Digital Hell, five

Here is the ending of the story. If you would like, you may read Chapter 1, Chapter 2, Chapter 3 and Chapter 4 before leaping into this conclusion.
I created and scheduled this post (without having anything much of chapter 5 written yet) just to force myself to find my way to the finish. (If it appears with only about ten lines, you’ll know my plan didn’t work.) Thus, without further ado, find out what it was all about…

“Details, Details” (concluded)


Hell’s bells!” I barked. My finger had caught something sharp back there. Damn, it hurt. I pulled my hand back out front to discover my index finger was cut, bleeding.

Was this how I died? Blood poisoning or something.

And the geyser started up again, blood-red and green. “Are you bleeding?”

What do you think? You know everything.”

Excellent.” The computer’s voice sounded strangely multiple, like a lot of people told to say the same thing at the same time and not quite succeeding at unison. It also sounded coolly satisfied.

I didn’t feel so well. Clearly the voice in my computer had set this up. Right? And that made everything all wrong.

My finger dripped onto the excessively expensive graphics tablet the company had bought—not at my request—along with the Mac. I wasn’t an artist; I couldn’t draw squat.

The blood drop seemed to sizzle on the surface. I had never noticed that the graphics tablet got even remotely warm, little as I had touched it. The computer fairly purred.

Excellent,” the voice in my headphones said again, with more satisfaction evident than the first time. “The bargain is sealed.”

I felt worse, and my finger throbbed.

The next step is somewhat unusual, John,” the computer continued, kind of buzzy with the many-voices effect. And I could swear now that I heard an old song, the Rolling Stones, in the background…

Please press your injured hand, palm flat to the screen of your monitor. Now.”

I wanted to ask why, but I complied.

The other hand must firmly press the side of the computer case.” When I didn’t move for a moment, it got insistent. “Your time is running out. If you wish to complete our arrangement, please comply with our instructions. Now. Immediately.”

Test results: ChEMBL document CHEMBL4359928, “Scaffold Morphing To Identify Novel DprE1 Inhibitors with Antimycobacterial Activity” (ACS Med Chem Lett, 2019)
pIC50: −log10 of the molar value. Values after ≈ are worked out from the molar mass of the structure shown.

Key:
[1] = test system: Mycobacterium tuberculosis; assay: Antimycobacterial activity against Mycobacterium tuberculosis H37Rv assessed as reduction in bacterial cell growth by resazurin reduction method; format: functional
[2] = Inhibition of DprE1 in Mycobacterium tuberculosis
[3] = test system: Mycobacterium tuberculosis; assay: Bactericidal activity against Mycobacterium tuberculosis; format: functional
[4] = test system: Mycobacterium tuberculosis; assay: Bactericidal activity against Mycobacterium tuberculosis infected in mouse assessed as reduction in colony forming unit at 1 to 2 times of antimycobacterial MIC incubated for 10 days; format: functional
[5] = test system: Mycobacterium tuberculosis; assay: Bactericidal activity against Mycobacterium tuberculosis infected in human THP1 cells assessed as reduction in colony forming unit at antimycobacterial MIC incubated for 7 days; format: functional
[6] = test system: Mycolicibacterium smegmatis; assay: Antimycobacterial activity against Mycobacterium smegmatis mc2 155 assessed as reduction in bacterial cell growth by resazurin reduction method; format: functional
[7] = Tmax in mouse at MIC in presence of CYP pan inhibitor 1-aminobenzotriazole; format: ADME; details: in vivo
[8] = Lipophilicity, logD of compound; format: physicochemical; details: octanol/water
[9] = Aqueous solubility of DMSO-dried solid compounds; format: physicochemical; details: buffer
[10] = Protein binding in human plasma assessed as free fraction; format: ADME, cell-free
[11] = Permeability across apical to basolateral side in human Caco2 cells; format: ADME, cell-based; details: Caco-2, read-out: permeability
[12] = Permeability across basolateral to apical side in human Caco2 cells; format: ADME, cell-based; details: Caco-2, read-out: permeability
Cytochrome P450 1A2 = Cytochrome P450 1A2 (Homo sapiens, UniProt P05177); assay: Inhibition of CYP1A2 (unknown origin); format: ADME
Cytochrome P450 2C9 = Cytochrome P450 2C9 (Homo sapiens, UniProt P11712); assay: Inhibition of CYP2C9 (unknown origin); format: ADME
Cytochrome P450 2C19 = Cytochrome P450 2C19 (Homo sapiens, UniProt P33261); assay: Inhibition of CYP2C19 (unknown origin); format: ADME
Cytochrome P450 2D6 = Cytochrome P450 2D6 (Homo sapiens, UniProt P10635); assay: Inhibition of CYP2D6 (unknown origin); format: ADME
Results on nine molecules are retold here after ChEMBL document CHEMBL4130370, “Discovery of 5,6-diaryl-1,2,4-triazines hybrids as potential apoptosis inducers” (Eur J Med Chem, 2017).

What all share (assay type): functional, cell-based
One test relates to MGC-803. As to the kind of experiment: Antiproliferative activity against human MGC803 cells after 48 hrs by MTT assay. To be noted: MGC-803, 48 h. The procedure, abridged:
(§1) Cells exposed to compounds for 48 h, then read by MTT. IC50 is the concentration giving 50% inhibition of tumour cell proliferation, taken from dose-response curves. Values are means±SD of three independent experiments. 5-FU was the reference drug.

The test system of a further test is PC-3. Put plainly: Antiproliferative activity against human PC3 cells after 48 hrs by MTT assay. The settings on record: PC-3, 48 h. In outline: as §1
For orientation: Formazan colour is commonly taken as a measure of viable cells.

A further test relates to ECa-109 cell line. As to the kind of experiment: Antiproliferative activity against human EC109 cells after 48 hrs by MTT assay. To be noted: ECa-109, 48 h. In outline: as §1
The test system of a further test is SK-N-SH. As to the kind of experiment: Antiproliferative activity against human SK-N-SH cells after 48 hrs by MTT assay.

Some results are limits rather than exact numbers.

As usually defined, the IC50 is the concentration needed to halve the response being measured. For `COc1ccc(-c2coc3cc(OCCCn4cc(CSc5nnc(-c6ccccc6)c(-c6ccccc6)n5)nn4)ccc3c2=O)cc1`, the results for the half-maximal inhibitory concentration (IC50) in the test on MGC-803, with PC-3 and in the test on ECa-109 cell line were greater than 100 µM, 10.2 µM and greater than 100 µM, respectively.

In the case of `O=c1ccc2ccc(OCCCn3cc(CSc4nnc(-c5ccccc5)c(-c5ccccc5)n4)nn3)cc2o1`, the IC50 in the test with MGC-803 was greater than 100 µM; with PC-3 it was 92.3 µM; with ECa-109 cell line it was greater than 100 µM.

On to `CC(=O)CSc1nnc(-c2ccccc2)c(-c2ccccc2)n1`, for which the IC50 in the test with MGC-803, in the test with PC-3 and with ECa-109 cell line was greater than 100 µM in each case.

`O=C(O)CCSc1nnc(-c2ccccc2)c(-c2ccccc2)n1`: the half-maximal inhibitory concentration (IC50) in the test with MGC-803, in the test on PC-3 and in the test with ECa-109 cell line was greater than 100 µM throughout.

I felt balky. And foolish. But at least I was alone in here (for a bit longer, if the damned thing knew what it was talking about). “Why must I do this?”

Because these actions are necessary to complete our arrangement. If you feel inclined to debate, the bargain will not occur. Now hurry. Hand to the side of the device.”

I did, feeling a little smear of blood on the casing as my forefinger touched it.

And for the third time: “Excellent.” Almost gloating now.

I braced myself for something to happen. But in a long moment of silence, my face nearly touching the dark screen just below my palm, nothing occurred. I waited. Still nothing, just rumblings of thunder from the black and cloudy skies outside my little window—the real prize of my promotion to the office: a view. Not much to see, just more buildings, especially the big tower just across the street.

Still nothing happened. If I felt foolish at first, I was decidedly uncomfortable and embarrassed now.

What? Is this some practical joke.”

Not at all. You just cooperated somewhat more quickly than anticipated.” More thunder rumbled away from us and faded. “Ah, here it is,” the voice pleasantly declared.

The lightning bolt flashed down and burst the glass into my room. For a brief second I felt my hairs all arising, a sharp tingling, then white pain. I realized in that instant I recognized which Stones song I was hearing. Unsympathetically, it was not the one I had thought, but “You Can’t Always Get What You Want,” with that angelic chorus.

And it was over.

When the crowd burst into my little office about three minutes later, I was dead, covered in and slashed by glass fragments, electrocuted.

• • •

I have investigated the matter since. It is quite unlikely that the lightning bolt went through the glass, even though the window shattered. Glass is an excellent insulator. The current may have gone through the frame, shattering the window from heat or something. But it should have been diverted into the steel frame of the building. It wasn’t. The flash was drawn directly to me, almost as if the computer had somehow ionized me with a heavy positive charge. I don’t know. I died.